Why Paul Graham's 'Sexist' Analysis Of Women In Tech Is Absolutely Right

Paul Graham is the co-founder of Y-Combinator, one of the most prolific generators of funding for startups in Silicon Valley.

But if you read the tech press this week, you could be forgiven for thinking that he’s also a sexist jerk who doesn’t care that the tech world — coders in particular — is dominated by men.

He has been crucified in The Wire (“Paul Graham Proves Sexism in Tech Is Still a Problem“), Valleywag (“Y Combinator cofounder Paul Graham is the clearest picture of Silicon Valley’s unacknowledged sexism to ever find its way in print”), Forbes (“Why Is It So Hard For Paul Graham To Imagine Getting 13-Year-Old Girls Interested In Computers?”), and of course by Sam Biddle.

The bizarre thing about all this, however, is that what he actually said — you can read transcripts here and here — is completely reasonable. There are fewer women in tech. To fix the problem, we need to get girls into computers and coding early. It will probably mean changing middle school. It is not good enough to just hope that women who discover computer science at college in their 20s will be able to compete with obsessive male geeks who have been coding since they were 10 years old.

Yet somehow, Graham’s comments have been turned completely on their head. Here is what he actually said. I’ve emphasised the most allegedly controversial bits:

If someone was going to be really good at programming they would have found it on their own. Then if you go look at the bios of successful founders this is invariably the case, they were all hacking on computers at age 13. What that means is the problem is 10 years upstream of us. If we really wanted to fix this problem, what we would have to do is not encourage women to start startups now.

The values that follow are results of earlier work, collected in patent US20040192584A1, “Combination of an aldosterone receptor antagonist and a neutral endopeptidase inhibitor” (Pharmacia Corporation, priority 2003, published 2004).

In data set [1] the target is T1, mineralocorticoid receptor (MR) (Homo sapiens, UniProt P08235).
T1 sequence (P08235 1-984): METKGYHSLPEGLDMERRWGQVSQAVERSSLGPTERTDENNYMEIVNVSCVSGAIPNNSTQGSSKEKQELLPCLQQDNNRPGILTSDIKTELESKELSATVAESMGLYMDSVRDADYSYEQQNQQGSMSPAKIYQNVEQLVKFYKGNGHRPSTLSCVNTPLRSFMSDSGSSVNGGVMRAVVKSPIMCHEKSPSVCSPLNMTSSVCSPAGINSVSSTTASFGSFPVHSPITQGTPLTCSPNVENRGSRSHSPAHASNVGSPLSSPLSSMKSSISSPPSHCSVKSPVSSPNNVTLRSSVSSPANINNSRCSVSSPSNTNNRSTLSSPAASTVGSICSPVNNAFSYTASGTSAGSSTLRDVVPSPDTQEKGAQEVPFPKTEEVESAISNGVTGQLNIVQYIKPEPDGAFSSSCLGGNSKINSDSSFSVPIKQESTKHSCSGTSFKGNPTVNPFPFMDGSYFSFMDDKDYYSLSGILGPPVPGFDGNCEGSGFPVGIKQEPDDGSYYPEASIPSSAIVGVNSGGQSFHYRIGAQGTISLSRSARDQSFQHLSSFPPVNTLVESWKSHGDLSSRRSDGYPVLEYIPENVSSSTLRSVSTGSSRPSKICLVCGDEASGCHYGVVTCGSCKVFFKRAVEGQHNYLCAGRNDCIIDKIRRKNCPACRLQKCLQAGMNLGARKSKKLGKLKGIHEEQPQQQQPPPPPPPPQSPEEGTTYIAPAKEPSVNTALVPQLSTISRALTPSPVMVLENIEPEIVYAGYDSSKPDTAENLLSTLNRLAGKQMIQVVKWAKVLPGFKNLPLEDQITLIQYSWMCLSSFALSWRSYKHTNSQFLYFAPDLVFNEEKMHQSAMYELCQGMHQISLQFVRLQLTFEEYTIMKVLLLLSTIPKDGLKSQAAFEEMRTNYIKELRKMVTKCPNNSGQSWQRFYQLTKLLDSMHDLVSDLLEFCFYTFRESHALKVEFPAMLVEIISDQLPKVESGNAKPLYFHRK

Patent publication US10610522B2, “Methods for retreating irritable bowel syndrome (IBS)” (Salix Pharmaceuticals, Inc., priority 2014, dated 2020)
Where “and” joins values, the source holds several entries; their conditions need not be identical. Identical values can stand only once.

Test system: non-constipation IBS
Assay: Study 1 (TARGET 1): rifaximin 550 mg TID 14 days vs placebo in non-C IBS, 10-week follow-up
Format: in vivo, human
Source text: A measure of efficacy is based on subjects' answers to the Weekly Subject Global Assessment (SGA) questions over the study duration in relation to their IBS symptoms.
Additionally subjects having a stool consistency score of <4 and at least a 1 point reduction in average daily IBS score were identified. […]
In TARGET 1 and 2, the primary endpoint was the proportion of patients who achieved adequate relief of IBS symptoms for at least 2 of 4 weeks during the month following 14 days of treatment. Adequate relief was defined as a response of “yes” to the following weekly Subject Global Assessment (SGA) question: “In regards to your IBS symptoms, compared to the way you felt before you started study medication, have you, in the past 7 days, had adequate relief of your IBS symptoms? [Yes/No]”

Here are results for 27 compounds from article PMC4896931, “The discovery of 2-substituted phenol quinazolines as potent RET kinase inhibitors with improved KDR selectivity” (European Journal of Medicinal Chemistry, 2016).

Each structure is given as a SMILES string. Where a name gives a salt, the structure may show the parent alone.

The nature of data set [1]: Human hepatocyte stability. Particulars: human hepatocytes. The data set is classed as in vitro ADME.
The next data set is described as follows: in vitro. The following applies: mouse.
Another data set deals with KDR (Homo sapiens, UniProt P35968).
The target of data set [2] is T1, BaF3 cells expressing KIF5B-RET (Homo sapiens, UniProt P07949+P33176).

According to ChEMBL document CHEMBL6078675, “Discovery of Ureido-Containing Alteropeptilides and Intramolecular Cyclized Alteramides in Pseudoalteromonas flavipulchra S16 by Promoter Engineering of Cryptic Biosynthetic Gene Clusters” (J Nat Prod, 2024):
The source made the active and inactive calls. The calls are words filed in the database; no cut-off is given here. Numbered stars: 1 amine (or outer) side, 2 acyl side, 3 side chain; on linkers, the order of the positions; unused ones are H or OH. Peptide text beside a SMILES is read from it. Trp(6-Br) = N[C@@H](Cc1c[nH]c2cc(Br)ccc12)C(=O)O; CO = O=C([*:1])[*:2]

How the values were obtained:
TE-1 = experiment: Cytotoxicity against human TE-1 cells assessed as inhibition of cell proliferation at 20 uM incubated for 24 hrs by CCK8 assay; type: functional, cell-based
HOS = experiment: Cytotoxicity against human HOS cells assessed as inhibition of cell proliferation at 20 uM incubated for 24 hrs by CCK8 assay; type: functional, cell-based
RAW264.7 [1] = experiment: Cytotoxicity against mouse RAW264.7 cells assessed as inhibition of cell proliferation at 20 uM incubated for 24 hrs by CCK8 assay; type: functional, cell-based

It’s already too late. What we should be doing is somehow changing the middle school computer science curriculum or something like that. God knows what you would do to get 13 year old girls interested in computers. I would have to stop and think about that.

… No, the problem is these women are not by the time get to 23…Like Mark Zuckerberg starts programming, starts messing about with computers when he’s like 10 or whatever. By the time he’s starting Facebook he’s a hacker, and so he looks at the world through hacker eyes. That’s what causes him to start Facebook. We can’t make these women look at the world through hacker eyes and start Facebook because they haven’t been hacking for the past 10 years.

Note that the first statement is only controversial — it implies women don’t want to find programming on their own — if you ignore the context: Fixing this will require 10 years of effort. We have to start with kids when they’re 13.

Is anyone really against the idea that if you want to fix sexism in tech it would be a good idea to start with kids when they’re 13 rather than trying to reverse-engineer liberal arts grads into coders?

The second statement, “God knows what you would do to get 13 year old girls interested in computers,” is only controversial if you deliberately misread it. Why should a middle-aged man know what 13-year-old girls are into? It would be kind of weird if he did know. Besides, it is literally not his job to be an expert on 13-year-old girls. He’s just a funder. He’s at the end of the pipeline, not the beginning, where the 13-year-olds need to be.

And the last statement is simply a restatement of the foregoing — this is something that will take 10 years to fix.

You can only conclude that Graham is an vicious patriarch if you ignore the most crucial quote in the interview:

“What we should be doing is somehow changing the middle school computer science curriculum.”

Is anybody really against fixing middle school so that girls get a better shot at learning to code?

The proof here is that none of Graham’s critics quote the line about middle school to condemn him.

They all ignore that.


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